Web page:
Rubinius for the Layman, Part 1: Rubies All the Way Down

This is part one of an ongoing series about Rubinius:

In January, Antonio Cangiano wrote an article titled Why Engine Yard, Rubinius and Merb matter. In his article he discussed the financing of Engine Yard. More specifically, he discussed why EY was not just another irrelevant startup being funded by starry-eyed investors. Au contraire! Engine Yard is already recognized as a solid hosting service provider for Ruby on Rails, and has a customer base. He then went on to discuss how they are going to use the money to fund the development of Merb and Rubinius by hiring the main contributors and paying them to work on these projects.

These two projects are very important for the future of the Ruby ecosystem. Rubinius is an attempt at a very powerful Ruby VM while Merb is an attempt at a solid alternative to Rails, with its own distinct advantages. It’s great to hear that EY has taken it upon themselves to basically put both projects on steroids.

Being interested in the different Ruby interpreters / VMs, I was glad to get this overview of the event. On the other hand, I was hoping to get more juicy bits on the technology side of Rubinius. Since I’m already familiar with the project (from afar), I thought maybe I could come up with another more technical view on Rubinius. Well, let’s say a layman’s technical view on Rubinius.

I’ve been putting off this series of articles for a couple of weeks because I took the opportunity to talk about Rubinius at the last Montreal on Rails. I didn’t want to steal my own punch lines on my blog before the presentation.

In this series of articles I’ll try to present the Rubinius project from a technical point of view. A 10 000 ft technical view, that is. Some of what I say here is in part based on Evan Phoenix’ presentation at RubyConf 2007, so some of it could sound familiar to those who attended or watched the video (highly recommended).

Q: What is Rubinius?

A: A Ruby VM and Runtime written as much as possible in Ruby, and as little as possible in C. The goal is eventually to completely eliminate the C code.

Of course, the first question that comes to mind is: WTF? It’s a perfectly understandable reaction. So in this first article I’ll mostly address the 3 letter question. The next articles will address all the other aspects of this fascinating project.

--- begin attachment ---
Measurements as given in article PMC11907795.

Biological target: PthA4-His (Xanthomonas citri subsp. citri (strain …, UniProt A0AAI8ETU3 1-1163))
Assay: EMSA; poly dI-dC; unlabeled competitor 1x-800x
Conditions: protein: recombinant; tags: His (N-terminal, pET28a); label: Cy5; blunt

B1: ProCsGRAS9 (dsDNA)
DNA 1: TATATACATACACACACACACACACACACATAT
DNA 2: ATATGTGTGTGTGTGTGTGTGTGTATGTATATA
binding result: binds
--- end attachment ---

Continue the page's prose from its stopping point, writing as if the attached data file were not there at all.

It’s not a bad idea

It’s a traditional milestone for any language: the ultimate level of dogfooding. Implementing a VM or a runtime for a language with this very language means a lot in terms of the language’s maturity and power.

And this is valid for many other technologies, too. It’s been a very important milestone for Subversion as well some years back, for example. Their exponential growth really took off when they started using their own Subversion server to host their repository.

Some Ruby skeptics might say that Ruby is not fast and mature enough to implement a VM.

Let’s first address the assertion that ‘Ruby is slow’. It’s a sentence that doesn’t really make sense, when you think about it: Ruby is a language. Apart from being dynamic, very little of the language’s characteristics fundamentally limit the performance it can get. Its current performance problems rather come from its default interpreter, MRI.

As for the maturity of the language, I agree that some of its features may not be such great ideas. Current work on alternative implementations has brought some of them to light, and from here they mostly look like features that are not in the right place. If a project depends on ObjectSpace, well maybe a better design could circumvent that need. And tainting might not be the most sound security model. Whatever. The parts that don’t work are as of now slowly being weeded out by the different Ruby implementers, including by Matz himself who works on YARV.

So Ruby is maturing right now. The ultimate level of dogfooding to help that process is to use it to implement itself.

It’s actually a great idea

Who wants to program in Ruby?

If you’re interested in working on VM technology and you love the Ruby language, here are your options*:

Interpreter LOC (non Ruby) LOC (Ruby)
MRI (Ruby 1.8) 85 000, C 0
YARV (Ruby 1.9) 129 000, C 0
JRuby 115 000, Java ~ 1 000
IronRuby 48 000, C# 0
Rubinius 25 000, C 14 000

I finally have a day job writing Ruby (thanks Carl). I’m sorry to tell you that I’m not interested in going back to Java or C# in my spare time if I can help it.

Actually, the case is probably even stronger for my fellow programmers who work with Java or C# during the day, dreaming of coming back to their Ruby-red passionate lover at night. Very few of them will come home and fire up Visual Studio / Eclipse / Netbeans, methinks.

  • Actually this is an overstatement: some of these projects are very open to contribution, while others are pretty much closed to outside contribution. More on that later.

** These number are those from Evan’s presentation at the end of 2007, so they’re probably quite outdated. My other option was running sloccount on 5 projects I don’t know closely enough and getting all the numbers wrong :-)